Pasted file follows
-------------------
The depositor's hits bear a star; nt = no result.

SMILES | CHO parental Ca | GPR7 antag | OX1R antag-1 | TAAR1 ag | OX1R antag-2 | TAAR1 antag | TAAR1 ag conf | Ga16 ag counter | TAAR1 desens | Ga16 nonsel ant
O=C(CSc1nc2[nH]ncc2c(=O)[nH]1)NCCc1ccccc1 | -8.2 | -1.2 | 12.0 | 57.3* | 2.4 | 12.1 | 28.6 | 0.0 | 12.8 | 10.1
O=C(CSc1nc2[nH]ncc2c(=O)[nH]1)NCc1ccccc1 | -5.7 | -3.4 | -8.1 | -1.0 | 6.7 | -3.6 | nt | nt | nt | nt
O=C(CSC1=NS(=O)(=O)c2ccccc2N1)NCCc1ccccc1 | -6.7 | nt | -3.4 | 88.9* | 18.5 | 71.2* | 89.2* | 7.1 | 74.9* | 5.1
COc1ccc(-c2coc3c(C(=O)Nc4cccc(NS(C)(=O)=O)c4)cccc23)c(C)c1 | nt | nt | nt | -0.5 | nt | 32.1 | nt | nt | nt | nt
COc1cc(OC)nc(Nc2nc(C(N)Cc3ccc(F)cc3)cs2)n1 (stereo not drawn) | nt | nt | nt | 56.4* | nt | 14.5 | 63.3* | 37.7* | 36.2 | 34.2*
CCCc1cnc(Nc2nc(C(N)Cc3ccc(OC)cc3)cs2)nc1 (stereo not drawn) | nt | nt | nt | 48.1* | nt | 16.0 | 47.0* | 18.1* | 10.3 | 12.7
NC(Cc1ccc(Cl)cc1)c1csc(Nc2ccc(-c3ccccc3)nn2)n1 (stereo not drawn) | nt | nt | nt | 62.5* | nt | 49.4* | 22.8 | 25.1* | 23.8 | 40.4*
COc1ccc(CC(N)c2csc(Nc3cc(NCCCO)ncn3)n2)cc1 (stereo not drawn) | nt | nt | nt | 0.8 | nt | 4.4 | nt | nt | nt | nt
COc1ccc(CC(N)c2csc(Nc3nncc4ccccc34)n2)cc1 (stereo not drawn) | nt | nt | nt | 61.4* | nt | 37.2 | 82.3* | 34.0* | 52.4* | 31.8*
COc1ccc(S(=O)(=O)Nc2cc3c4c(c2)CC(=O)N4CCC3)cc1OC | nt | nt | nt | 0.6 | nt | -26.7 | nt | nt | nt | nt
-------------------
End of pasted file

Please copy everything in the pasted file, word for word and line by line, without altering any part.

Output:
The depositor's hits bear a star; nt = no result.

SMILES | CHO parental Ca | GPR7 antag | OX1R antag-1 | TAAR1 ag | OX1R antag-2 | TAAR1 antag | TAAR1 ag conf | Ga16 ag counter | TAAR1 desens | Ga16 nonsel ant
O=C(CSc1nc2[nH]ncc2c(=O)[nH]1)NCCc1ccccc1 | -8.2 | -1.2 | 12.0 | 57.3* | 2.4 | 12.1 | 28.6 | 0.0 | 12.8 | 10.1
O=C(CSc1nc2[nH]ncc2c(=O)[nH]1)NCc1ccccc1 | -5.7 | -3.4 | -8.1 | -1.0 | 6.7 | -3.6 | nt | nt | nt | nt
O=C(CSC1=NS(=O)(=O)c2ccccc2N1)NCCc1ccccc1 | -6.7 | nt | -3.4 | 88.9* | 18.5 | 71.2* | 89.2* | 7.1 | 74.9* | 5.1
COc1ccc(-c2coc3c(C(=O)Nc4cccc(NS(C)(=O)=O)c4)cccc23)c(C)c1 | nt | nt | nt | -0.5 | nt | 32.1 | nt | nt | nt | nt
COc1cc(OC)nc(Nc2nc(C(N)Cc3ccc(F)cc3)cs2)n1 (stereo not drawn) | nt | nt | nt | 56.4* | nt | 14.5 | 63.3* | 37.7* | 36.2 | 34.2*
CCCc1cnc(Nc2nc(C(N)Cc3ccc(OC)cc3)cs2)nc1 (stereo not drawn) | nt | nt | nt | 48.1* | nt | 16.0 | 47.0* | 18.1* | 10.3 | 12.7
NC(Cc1ccc(Cl)cc1)c1csc(Nc2ccc(-c3ccccc3)nn2)n1 (stereo not drawn) | nt | nt | nt | 62.5* | nt | 49.4* | 22.8 | 25.1* | 23.8 | 40.4*
COc1ccc(CC(N)c2csc(Nc3cc(NCCCO)ncn3)n2)cc1 (stereo not drawn) | nt | nt | nt | 0.8 | nt | 4.4 | nt | nt | nt | nt
COc1ccc(CC(N)c2csc(Nc3nncc4ccccc34)n2)cc1 (stereo not drawn) | nt | nt | nt | 61.4* | nt | 37.2 | 82.3* | 34.0* | 52.4* | 31.8*
COc1ccc(S(=O)(=O)Nc2cc3c4c(c2)CC(=O)N4CCC3)cc1OC | nt | nt | nt | 0.6 | nt | -26.7 | nt | nt | nt | nt